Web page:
“It was the best of times, it was the worst of times, it was the age of wisdom, it was the age of foolishness, it was the epoch of belief, it was the epoch of incredulity, it was the season of Light, it was the season of Darkness, it was the spring of hope, it was the winter of despair.”
Red’s famous advice to Andy in Stephen King’s Rita Hayworth and Shawshank Redemption includes anaphora:
Get busy living, or get busy dying.
Through an anaphor-filled monolog, Will Hunting’s therapist Sean, in the film Good Will Hunting, shows Will that he (Will) doesn’t actually have all the answers. Here’s an excerpt:
So if I asked you about art you’d probably give me the skinny on every art book ever written… But I bet you can’t tell me what it smells like in the Sistine Chapel…
If I asked you about women you’d probably give me a syllabus of your personal favorites… But you can’t tell me what it feels like to wake up next to a woman and feel truly happy…
I ask you about war, and you’d probably, uh, throw Shakespeare at me, right?... But you’ve never been near one. You’ve never held your best friend’s head in your lap and watched him gasp his last breath, looking to you for help…
In the 1930s, George and Ira Gershwin created the timeless I Got Rhythm with the help of anaphora:
I got rhythm, I got music
I got my gal, who can ask for anything more?
I got daisies in green pastures
I got a wicked girl, who could ask for anything more?
In the 1980s, The Police used anaphora to creepy effect in the hit Every Breath You Take. Anaphora lets the listener know they are always being watched.
Every breath you take
And every move you make
Every bond you break
Every step you take
I'll be watching you
In 2002, the speaker in Destiny’s Child’s Survivor proved their ex wrong with assistance from anaphora.
You thought that I’d be weak without you, but I’m stronger
You thought that I'’ be broke without you, but I’m richer
You thought that I’d be sad without you, I laugh harder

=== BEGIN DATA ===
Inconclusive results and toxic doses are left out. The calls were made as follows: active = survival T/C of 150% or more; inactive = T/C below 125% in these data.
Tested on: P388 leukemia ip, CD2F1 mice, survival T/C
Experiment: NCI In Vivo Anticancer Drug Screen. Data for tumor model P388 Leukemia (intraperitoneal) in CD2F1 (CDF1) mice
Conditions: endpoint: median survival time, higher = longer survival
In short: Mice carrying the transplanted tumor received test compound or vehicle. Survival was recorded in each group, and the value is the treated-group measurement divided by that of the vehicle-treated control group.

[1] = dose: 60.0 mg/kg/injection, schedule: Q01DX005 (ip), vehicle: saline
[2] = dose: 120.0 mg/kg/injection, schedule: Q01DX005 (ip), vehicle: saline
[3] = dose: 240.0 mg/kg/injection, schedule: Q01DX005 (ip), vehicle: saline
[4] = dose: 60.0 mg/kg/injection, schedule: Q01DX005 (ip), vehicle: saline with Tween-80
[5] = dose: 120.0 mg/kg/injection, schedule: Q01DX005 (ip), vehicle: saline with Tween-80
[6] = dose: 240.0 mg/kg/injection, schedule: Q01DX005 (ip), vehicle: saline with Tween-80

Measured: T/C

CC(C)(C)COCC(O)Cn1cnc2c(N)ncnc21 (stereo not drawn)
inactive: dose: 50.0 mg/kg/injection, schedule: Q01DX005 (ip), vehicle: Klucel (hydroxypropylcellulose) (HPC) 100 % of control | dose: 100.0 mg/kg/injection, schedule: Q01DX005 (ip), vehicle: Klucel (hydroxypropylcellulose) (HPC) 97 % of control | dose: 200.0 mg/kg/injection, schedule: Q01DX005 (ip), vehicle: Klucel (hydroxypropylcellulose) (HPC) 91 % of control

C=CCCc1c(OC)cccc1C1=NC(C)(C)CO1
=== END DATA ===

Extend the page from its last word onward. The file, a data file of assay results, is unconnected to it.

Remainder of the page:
In 2014 Taylor Swift used anaphora to demand answers and emphasize her sense of betrayal.
Did you have to do this?
I was thinking that you could be trusted
Did you have to ruin
What was shining? Now it’s all rusted
Did you have to hit me
Where I’m weak? Baby, I couldn’t breathe
Literary devices find their way into everyday sentences, this includes anaphora.
Some people use them in daily affirmations: I am strong; I am capable; I am worthy.
They appear in common sayings:
Other times, we use them when we want people to understand exactly how we feel!
Anaphora is the same in poetry as it is in other forms of literature, speech, and writing: the repetition of words at the beginning of consecutive phrases, clauses, or lines.
Its rhythmic, sonic effects make it an especially fitting literary device for poets.
Gwendolyn Brooks uses anaphora by repeating the single word “we” in We Real Cool, emphasizing the speakers’ steady movement toward a tragic end.
As Amanda Gorman’s inaugural poem The Hill We Climb nears its end, the poet repeats “we will” to inspire unity and hope among all regions of the nation.
In the final stanza of Poe’s The Raven, anaphora emphasizes the speaker’s overwhelming oppression which is caused by the raven.
Anaphora adds emotion and emphasis to your words. Anaphora creates rhythm in your words. Anaphora intensifies the impact of your words, making them resonant and more memorable.
You’ve witnessed the effect of anaphora in famous examples from literature, political speeches, social speeches, song lyrics, poetry, and everyday life.
How can you use it? Anaphora serves all writers and speakers and composers, not just the already-famous ones.